~ Eaten as a side dish or as the sole accompaniment to rice.
- high-smoke point oil such as canola or grapeseed oil
- a cup of cabbage kimchi (either new or ripe is fine though I prefer the latter) + a good amount of kimchi juice
- two stalks of celery
- two bok choy
- half an onion (yellow or white)
- a can of tuna (my parents prefer solid white albacore, meh)
- 1 TB of soy sauce (or as much sodium you can handle)
- 1 TB of fish sauce (trust me, don’t sniff)
- 1 TB of sesame oil
- a pinch or more of dashi powder (optional)
- ground garlic or a clove of garlic, minced
- a sprinkle of sesame seeds
- ground pepper
- pickled ginger
You start off by chopping the onions. We know the drill, right? Chop off the ends, place it on one of its flat ends, cut in half, then slice the half-onion into slivers,etc… Turn on stove to medium high, place the pan on top and oil it with a high-smoke point oil. Being a poor college kid, you usually grab the canola oil but being home, you naturally ransack all your parents’ resources: so, pull the grapeseed oil off the shelf and drizzle generously over the pan.
As an “azn,” strangers have often inquired about my ethnicity. Once discovering that I’m of the Korean flavor, they often divulge the fact that they love k-pop, k-drama, or kimchi. Being used to that, it surprised me to recently find out that my own close friends have never tried kimchi (and I mean, how long have we been friends?! lol mind-boggling, this is). Let me tell you (my dear close friends), there are many different types of kimchi!
Cucumber kimchi! Red pepper kimchi! Green onion kimchi! Radish! Spinach! Just how many vegetables can we damn azns ferment with spices?! Ohhh yess..
—Ah, but here I am digressing.
Anyway, here’s a picture of cabbage kimchi for you dears:
Stir that onion. Before the onion caramelizes and turns transparent, go superman on some celery sticks and wash, chop, and drop them goods in record time into the pan. Let it sizzle, stir, stir. The same thing for the bok choy, chop off the ends, rinse, drop it into the pan (though others will insist that you chop that too but whatevs). Then dump in the tuna, kimchi, soy sauce, garlic, dashi, and fish sauce. Keep stirring until the kimchi juice+sauces have more or less evaporated.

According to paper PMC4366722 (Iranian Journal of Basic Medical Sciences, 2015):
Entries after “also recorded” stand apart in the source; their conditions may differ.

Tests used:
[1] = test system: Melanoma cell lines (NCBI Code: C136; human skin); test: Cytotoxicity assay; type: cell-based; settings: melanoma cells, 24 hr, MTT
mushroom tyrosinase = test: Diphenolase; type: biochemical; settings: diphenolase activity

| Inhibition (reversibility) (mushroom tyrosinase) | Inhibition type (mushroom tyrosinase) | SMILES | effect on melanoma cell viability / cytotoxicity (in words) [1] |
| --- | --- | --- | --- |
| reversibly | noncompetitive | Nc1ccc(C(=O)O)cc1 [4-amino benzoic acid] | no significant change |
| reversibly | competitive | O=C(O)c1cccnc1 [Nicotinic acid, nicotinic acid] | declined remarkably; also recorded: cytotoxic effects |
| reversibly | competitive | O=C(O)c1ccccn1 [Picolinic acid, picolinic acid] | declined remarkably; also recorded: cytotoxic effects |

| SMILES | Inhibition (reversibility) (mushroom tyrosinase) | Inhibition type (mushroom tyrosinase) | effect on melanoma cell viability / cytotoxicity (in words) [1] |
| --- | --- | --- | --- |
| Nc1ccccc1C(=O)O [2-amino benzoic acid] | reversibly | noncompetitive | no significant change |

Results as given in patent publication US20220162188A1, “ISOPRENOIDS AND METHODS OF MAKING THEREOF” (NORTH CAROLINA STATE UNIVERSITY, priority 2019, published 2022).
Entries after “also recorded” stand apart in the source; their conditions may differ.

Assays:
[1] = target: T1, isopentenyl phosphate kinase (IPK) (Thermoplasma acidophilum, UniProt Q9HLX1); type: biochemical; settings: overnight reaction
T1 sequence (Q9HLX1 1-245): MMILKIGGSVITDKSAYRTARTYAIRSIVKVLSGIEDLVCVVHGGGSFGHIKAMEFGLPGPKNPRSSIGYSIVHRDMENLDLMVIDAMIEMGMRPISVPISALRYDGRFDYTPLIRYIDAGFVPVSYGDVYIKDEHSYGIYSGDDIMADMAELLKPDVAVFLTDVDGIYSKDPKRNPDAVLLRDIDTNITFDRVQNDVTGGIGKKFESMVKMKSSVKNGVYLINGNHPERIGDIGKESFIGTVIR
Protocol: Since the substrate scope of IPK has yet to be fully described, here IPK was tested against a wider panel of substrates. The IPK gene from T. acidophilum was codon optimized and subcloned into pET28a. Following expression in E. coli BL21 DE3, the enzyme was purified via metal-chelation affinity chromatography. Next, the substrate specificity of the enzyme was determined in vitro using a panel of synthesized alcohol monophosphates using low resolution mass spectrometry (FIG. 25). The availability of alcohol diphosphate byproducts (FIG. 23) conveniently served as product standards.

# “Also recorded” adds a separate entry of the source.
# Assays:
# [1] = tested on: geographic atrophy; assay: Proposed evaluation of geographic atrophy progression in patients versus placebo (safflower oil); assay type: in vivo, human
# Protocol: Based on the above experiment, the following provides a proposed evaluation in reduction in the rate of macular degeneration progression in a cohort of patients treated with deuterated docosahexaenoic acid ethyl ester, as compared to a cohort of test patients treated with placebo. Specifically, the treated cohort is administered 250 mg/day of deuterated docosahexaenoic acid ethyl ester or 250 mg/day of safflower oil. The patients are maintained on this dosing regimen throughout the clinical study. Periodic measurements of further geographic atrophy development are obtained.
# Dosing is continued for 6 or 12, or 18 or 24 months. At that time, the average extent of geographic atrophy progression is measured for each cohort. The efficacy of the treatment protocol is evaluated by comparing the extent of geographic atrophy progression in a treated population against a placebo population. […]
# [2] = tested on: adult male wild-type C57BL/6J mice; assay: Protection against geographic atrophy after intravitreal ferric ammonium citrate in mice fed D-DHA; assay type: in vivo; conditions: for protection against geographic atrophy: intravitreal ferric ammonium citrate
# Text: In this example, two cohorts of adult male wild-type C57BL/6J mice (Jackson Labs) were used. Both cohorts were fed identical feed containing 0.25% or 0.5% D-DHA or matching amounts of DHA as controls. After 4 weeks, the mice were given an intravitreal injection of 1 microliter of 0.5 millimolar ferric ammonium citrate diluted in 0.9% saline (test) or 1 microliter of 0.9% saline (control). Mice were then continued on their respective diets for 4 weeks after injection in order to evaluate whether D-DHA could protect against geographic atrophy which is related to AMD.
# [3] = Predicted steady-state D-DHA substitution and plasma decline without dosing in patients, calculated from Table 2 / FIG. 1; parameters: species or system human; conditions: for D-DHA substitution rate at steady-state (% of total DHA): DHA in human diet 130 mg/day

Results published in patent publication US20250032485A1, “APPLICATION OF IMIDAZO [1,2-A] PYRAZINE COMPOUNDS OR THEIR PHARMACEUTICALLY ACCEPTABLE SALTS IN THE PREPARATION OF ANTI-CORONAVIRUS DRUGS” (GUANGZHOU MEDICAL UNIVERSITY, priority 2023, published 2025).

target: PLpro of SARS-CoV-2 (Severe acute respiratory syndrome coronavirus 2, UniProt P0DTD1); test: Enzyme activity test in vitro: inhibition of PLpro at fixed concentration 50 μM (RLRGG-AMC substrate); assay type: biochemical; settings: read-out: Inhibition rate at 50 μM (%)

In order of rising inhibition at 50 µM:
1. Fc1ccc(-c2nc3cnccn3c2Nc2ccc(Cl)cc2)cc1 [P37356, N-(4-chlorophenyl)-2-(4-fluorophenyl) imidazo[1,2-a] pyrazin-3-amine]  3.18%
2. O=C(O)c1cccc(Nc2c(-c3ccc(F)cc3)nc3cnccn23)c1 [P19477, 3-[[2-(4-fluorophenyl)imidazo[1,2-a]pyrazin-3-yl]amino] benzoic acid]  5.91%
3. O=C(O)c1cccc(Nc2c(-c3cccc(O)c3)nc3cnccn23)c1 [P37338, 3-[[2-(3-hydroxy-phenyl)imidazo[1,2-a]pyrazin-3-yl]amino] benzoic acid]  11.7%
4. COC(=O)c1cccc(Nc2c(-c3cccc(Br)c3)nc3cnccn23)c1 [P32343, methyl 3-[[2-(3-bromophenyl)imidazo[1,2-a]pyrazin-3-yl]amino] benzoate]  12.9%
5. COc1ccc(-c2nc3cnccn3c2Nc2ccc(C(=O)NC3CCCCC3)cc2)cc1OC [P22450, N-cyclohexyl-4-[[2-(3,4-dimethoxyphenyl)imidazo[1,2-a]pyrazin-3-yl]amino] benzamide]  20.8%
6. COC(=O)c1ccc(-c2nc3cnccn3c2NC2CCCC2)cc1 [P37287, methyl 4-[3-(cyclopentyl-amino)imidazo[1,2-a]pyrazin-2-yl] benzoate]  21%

Take a nibble. Adjust according to your tastes. Do you prefer the celery crunchy or soft? These decisions are all yours. And very much dependent on timing and heating. Just keep stirring. Lest your unchopped bok choy cooks unevenly. 🙂
At the end, when you know it’s done and it tastes and feels right in your mouth, shut off the heat and drizzle some sesame oil over your finished goods. Then, if you want, sprinkle some sesame seeds to top it off. There, admire.
Now it’s like fried rice; there are innumerable variations and you can pretty much add anything you want, given that it suits your taste. I used what was in my fridge this time but usually, I also throw in mushrooms, carrots, and/or cucumbers. And yes, one can do without the pickled ginger although I think it perks up any palate especially to those not partial towards the taste and smell of fish. My mom (not a big fan of the pungent taste of ginger) opts to eat the kimchi-tuna on a bed of rice and sunny side up. I’ve also seen my mother use the beef dashi for this recipe but I believe you can use whatever dashi at hand to deepen the flavor.
Otherwise, just improvise. 😉